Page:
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Getting Rid of Mold From Your Car

By Edited May 31, 2015 0 0

Removing Mold From Your Car

Perhaps you left your car sitting for an extended period of time in a humid environment, left the windows down only to have it rain, or had a leak somewhere in your car. Whatever the situation, you now find yourself trying to get rid of mold that has found a home inside your car. Aside from unpleasant odors, mold can cause serious health risks and should be dealt with immediately. Fortunately, this guide will cover all of the steps in getting rid of mold from your car.

Finding the Source

The first step in dealing with mold and mildew problems is to find the source of moisture that is leading to the mold growth in the first place. In cars, this is typically pretty straightforward. Any leaks should be obvious, but a pressure washer can be used to find them if necessary. It is imperative that any leaks are fixed, as any further efforts will be in vain if water will continue to find its way inside your vehicle.  If you simply live in a humid environment or spilled something, you need to find a way to dry out the car’s interior. Running the car’s heater will work, but an external heater will be much quicker if you have one available. Once the inside of the vehicle is dry, it is time to begin the cleaning phase.

Removing the Mold

It is important to note that breathing in mold spores is a health hazard and you should consider wearing a respirator and protective gloves while cleaning the interior of your car. If possible you should also clean in a well-ventilated area. Ultimately, the interior of the vehicle should get a full detailing. Begin by vacuuming all of the carpet and upholstery. All other surface areas should be scrubbed and wiped down. Your specific vehicle and interior components will determine which cleaning products are appropriate, and most auto parts stores will carry items specifically to deal with mold. However, simple homemade cleaning products can also be effective. White vinegar and water in a spray bottle is a popular option. The ratio of the mixture should be about 1:1. Spray liberally on nonporous surfaces and let sit for about fifteen minutes before wiping off.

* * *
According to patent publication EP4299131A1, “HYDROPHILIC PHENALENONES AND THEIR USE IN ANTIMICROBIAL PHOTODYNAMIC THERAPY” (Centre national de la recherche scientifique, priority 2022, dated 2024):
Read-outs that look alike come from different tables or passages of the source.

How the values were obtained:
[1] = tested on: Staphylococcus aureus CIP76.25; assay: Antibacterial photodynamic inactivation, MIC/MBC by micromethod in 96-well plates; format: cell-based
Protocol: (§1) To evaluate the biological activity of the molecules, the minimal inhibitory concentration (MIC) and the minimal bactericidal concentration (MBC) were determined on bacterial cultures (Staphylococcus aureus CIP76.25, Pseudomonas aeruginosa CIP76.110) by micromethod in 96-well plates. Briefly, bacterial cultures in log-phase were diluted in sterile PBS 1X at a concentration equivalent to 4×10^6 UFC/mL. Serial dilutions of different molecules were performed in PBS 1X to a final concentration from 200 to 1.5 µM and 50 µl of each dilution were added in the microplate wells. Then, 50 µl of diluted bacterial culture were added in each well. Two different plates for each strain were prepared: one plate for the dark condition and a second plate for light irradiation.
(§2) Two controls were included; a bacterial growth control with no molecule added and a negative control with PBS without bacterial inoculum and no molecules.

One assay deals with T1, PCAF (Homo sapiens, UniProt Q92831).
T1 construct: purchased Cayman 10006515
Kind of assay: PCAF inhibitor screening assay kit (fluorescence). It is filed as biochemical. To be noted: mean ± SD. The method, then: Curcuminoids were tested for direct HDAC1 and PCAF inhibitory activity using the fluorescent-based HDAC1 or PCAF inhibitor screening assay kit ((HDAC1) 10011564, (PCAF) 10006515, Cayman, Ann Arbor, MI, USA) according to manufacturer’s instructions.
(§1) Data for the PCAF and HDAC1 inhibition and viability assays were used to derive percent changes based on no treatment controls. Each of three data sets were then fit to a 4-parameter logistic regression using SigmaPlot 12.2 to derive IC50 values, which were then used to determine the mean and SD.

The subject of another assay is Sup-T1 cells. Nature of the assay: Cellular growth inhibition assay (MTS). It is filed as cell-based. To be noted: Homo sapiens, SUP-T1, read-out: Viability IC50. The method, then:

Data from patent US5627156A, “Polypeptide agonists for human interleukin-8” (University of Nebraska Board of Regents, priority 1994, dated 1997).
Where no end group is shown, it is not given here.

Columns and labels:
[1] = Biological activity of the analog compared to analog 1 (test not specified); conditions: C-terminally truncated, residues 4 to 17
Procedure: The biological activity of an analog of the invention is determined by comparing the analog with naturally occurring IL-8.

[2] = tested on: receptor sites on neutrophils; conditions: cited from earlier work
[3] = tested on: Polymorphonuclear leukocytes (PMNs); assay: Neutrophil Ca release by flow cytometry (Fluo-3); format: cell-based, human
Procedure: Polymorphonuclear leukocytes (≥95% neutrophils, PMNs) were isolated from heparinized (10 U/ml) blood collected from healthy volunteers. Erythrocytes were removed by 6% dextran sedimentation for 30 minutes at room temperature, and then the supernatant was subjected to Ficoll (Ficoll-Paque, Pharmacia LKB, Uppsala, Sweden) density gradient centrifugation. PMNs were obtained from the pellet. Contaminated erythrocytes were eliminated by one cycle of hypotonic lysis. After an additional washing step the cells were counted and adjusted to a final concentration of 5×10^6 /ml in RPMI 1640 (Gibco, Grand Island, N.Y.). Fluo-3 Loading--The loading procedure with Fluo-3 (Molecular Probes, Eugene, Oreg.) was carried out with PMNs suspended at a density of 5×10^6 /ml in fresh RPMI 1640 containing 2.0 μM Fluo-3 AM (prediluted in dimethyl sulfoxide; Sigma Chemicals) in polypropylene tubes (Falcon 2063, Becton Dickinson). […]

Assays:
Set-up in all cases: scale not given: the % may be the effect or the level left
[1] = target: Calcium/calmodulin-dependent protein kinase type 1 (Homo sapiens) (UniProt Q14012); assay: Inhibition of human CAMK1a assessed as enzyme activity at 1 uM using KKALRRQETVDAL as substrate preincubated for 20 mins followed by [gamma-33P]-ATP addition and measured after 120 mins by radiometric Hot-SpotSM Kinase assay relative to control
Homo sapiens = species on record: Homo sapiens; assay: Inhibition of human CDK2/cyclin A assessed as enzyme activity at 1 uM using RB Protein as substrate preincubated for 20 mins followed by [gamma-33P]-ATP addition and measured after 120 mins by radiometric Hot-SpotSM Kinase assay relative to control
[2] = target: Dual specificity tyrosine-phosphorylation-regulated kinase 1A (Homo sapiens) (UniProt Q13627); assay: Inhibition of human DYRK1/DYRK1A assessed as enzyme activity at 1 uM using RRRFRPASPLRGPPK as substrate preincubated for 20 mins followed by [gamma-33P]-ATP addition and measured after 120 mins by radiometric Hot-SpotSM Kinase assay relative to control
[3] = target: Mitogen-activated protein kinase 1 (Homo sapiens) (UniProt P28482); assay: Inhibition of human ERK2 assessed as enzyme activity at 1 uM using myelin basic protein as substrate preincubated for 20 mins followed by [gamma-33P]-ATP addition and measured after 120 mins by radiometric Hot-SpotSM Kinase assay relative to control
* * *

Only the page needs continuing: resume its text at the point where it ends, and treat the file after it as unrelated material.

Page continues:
The next area to turn to is your car’s ventilation system. There are odor eliminators and neutralizers that can be used directly at the intake source or you can use ones designed for car cabins. It is also a wise choice to change your car’s interior air filter if it has one after this is done. Finally, depending on the severity of the problem and any health conditions, a mold testing kit might be a good idea just to be sure that everything is safe. Now that you have removed all of the mold from your car, it is time to focus on prevention.

Preventing Future Mold Problems in your Car

Hopefully, if a leak or a spill was the source of your problems you will be lucky or careful enough that the same problem won’t occur in the future. If a humid environment is the cause, there are a number of precautions that you can take to prevent any mold or mildew problems in the future. You will want to air the interior of the car out as often as possible and should consider running the car’s heater when it is practical. In the case of a humid environment, using moisture absorbers is also a cost effective and simply way to help keep moisture under control.



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